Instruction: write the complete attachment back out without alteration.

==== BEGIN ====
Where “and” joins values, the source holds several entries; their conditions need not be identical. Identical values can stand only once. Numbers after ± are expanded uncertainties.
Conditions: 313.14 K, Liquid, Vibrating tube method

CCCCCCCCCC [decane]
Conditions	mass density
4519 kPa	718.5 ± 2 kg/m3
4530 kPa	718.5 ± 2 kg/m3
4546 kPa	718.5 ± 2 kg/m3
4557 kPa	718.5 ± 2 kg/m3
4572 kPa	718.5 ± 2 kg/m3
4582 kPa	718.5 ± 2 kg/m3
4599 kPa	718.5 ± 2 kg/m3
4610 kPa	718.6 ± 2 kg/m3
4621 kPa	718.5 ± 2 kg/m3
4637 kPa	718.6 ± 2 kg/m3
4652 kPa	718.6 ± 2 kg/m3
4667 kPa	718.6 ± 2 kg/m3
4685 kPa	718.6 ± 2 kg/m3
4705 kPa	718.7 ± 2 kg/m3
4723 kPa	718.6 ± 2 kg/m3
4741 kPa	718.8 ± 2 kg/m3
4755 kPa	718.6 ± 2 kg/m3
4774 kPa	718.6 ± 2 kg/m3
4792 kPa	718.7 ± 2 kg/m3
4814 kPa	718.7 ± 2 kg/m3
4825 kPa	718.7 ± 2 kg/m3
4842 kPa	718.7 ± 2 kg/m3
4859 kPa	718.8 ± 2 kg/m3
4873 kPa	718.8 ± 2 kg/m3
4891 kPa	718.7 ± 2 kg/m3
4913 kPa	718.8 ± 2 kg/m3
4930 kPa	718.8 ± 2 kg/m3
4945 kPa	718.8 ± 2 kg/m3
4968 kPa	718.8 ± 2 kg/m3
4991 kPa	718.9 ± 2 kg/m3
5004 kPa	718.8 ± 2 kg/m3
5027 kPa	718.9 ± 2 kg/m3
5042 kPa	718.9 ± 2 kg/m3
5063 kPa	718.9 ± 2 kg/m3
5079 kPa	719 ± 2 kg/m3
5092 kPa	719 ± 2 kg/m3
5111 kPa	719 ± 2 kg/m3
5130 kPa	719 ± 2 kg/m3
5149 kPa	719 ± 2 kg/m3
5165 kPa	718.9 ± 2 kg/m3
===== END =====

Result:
Where “and” joins values, the source holds several entries; their conditions need not be identical. Identical values can stand only once. Numbers after ± are expanded uncertainties.
Conditions: 313.14 K, Liquid, Vibrating tube method

CCCCCCCCCC [decane]
Conditions	mass density
4519 kPa	718.5 ± 2 kg/m3
4530 kPa	718.5 ± 2 kg/m3
4546 kPa	718.5 ± 2 kg/m3
4557 kPa	718.5 ± 2 kg/m3
4572 kPa	718.5 ± 2 kg/m3
4582 kPa	718.5 ± 2 kg/m3
4599 kPa	718.5 ± 2 kg/m3
4610 kPa	718.6 ± 2 kg/m3
4621 kPa	718.5 ± 2 kg/m3
4637 kPa	718.6 ± 2 kg/m3
4652 kPa	718.6 ± 2 kg/m3
4667 kPa	718.6 ± 2 kg/m3
4685 kPa	718.6 ± 2 kg/m3
4705 kPa	718.7 ± 2 kg/m3
4723 kPa	718.6 ± 2 kg/m3
4741 kPa	718.8 ± 2 kg/m3
4755 kPa	718.6 ± 2 kg/m3
4774 kPa	718.6 ± 2 kg/m3
4792 kPa	718.7 ± 2 kg/m3
4814 kPa	718.7 ± 2 kg/m3
4825 kPa	718.7 ± 2 kg/m3
4842 kPa	718.7 ± 2 kg/m3
4859 kPa	718.8 ± 2 kg/m3
4873 kPa	718.8 ± 2 kg/m3
4891 kPa	718.7 ± 2 kg/m3
4913 kPa	718.8 ± 2 kg/m3
4930 kPa	718.8 ± 2 kg/m3
4945 kPa	718.8 ± 2 kg/m3
4968 kPa	718.8 ± 2 kg/m3
4991 kPa	718.9 ± 2 kg/m3
5004 kPa	718.8 ± 2 kg/m3
5027 kPa	718.9 ± 2 kg/m3
5042 kPa	718.9 ± 2 kg/m3
5063 kPa	718.9 ± 2 kg/m3
5079 kPa	719 ± 2 kg/m3
5092 kPa	719 ± 2 kg/m3
5111 kPa	719 ± 2 kg/m3
5130 kPa	719 ± 2 kg/m3
5149 kPa	719 ± 2 kg/m3
5165 kPa	718.9 ± 2 kg/m3